Chapter 6: Promise

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Three days after the incident with Nico, we decide to take another trip to Menorca. This time we meet at the bar, we all feel a little down without Fátima there. Marina, Juan, Diego, and I are sharing some tapas.

"Damn, some guys from class told me what happened with Nico. Juan, man, you outdid yourself. Great job!" says Marina.

"Go on, say that again, Marina. It might have been a momentary liberation, but I swear, if I'd thought about it twice, I never would have done it. I'm scared of the payback, we all know what they're capable of, the humiliation. And I'm a chicken."

"I don't get why they always have to pick on us," I interrupt. "Why can't they just leave us in peace. Why do we make them so angry?"

"Because we're different," says Juan.

"Don't be so conventional, that's just a cliché. We're all different. There's more to it than that, it's not only about being different," explains Marina.

"I'm with Marina. It's as if our presence alone is enough to provoke them, it's something more than just a cliché about being a different color, nationality, orientation... It's something we don't do that bothers them," says Diego.

"And what's that?" I ask.

"We don't go to their parties," replies Diego.

"Because they don't invite us," I shoot back.

"They invited Juan," Marina teases.

We all start laughing, including Juan. He's already been through his own personal ordeal with the monarchy and, fortunately, he knows how to laugh at himself.

"Remember Plato's Allegory of the Cave?" Diego


"Yeah, it's great. I spent a long time thinking about it," I add.

"I think it's kind of relevant," says Diego.

"Oh, really? Because we live in a cave without electricity and they won't let us out?" I tease


"Yeah, something like that. They see the fact that we want to see the light, to do things differently, to break out of the darkness of the cave as a challenge to their authority... because, deep down, it's what they want too, but they don't dare to do it. The just keep going round in circles doing the same old boring stuff."

"I totally agree, dude. It's not easy being authentic. True to yourself. Promise me if I ever stop being authentic, if I ever start acting like somebody you know deep down I'm not, you'll tell me, right?" asks Marina.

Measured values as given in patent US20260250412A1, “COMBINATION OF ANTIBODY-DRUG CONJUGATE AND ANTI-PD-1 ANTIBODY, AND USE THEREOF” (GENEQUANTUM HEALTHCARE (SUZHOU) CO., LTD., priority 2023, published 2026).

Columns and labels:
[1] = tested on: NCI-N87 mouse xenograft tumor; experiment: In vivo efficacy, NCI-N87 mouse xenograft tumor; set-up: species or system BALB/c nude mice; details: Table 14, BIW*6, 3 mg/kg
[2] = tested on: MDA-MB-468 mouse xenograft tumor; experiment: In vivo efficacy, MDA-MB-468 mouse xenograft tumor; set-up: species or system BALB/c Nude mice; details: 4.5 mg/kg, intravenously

"We promise, and promise you'll tell me, too," I confirm.

Later that day, over some calamari and Spanish omelet, we make a pledge to always tell each other, even at the risk of damaging our friendship, if anybody stops being their authentic self.

Over the coming days, our classmates start to notice Fátima's absence. Mónica asks after her and we tell her what we agreed in our plan: that she can't carry on studying because she's in her home country, she'll be eighteen soon and she has to get married. The news spreads like wildfire across the entire high school and the next day, everybody's asking us if we've spoken to her, how she's doing, if she wants to get married... Even Sandra and Gonzalo come over to us. With a haughty look and a reproachful tone, Sandra asks us:

"Is it true Fátima's gone to Morocco and can't keep studying because she's going to get married?"

"Yes, it's true. She's not allowed to come back," says Juan.

"Damn. Your her friends, aren't you going to do anything?" she scolds us.

"We talk to her a lot and we send her our notes," I say.

Sandra turns her nose up even more, her tone of voice becomes more and more recriminatory, her mouth open wide to emphasize her pronunciation. She adds a jerky head movement from side to side.

"Are you really not going to fight for her"—her head jerks to the left—"rights?"

Her head movements and the way she rolls her Rs distract me. I don't hear what she asks and I say the first thing that comes into my head:

"No, she doesn't want to study Human Rights."

"I'm sure. If she's not even allowed to finish high school I doubt she's going to study Human Rights," says Gonzalo in a sarcastic tone, "but that wasn't the question."

"Damn it, guys, we have to do something to defend her rights, because it seems like they don't give a shit," declares Sandra in a loud voice.

Other members of the class come over to join the conversation.

"That's not true. Of course we care, a lot. She's our friend," I try to explain.

"If you care so much, why are you fucking sitting there doing nothing?"

"We are doing something. We talk to her every day and..."

"So why don't you organize a protest in defense of human rights here at school? Fuck, you can't do anything yourselves."

"We send her our notes every day..."

But they aren't even listening to what I say, they start talking among themselves and I only catch a few comments:

"We'll talk to the principal."

"Respect for rights, above all."

"Good for her."


"What dumbasses."

I feel more and more distant from what they're saying. They're talking about Fátima, my friend Fátima, who I've shared so much with and know so well. I'm the only one in the class who's been to her house, the only one who's had dinner with her family, the only one who's been to the mosque with her.

I look at the members of the monarchy. They seem so ridiculous to me. Suddenly they're interested in one of us, wanting to fight for her cause, defend her rights... and, of course, get their medals for heroism. Anyway. I leave the classroom and head home, quietly proud of myself.

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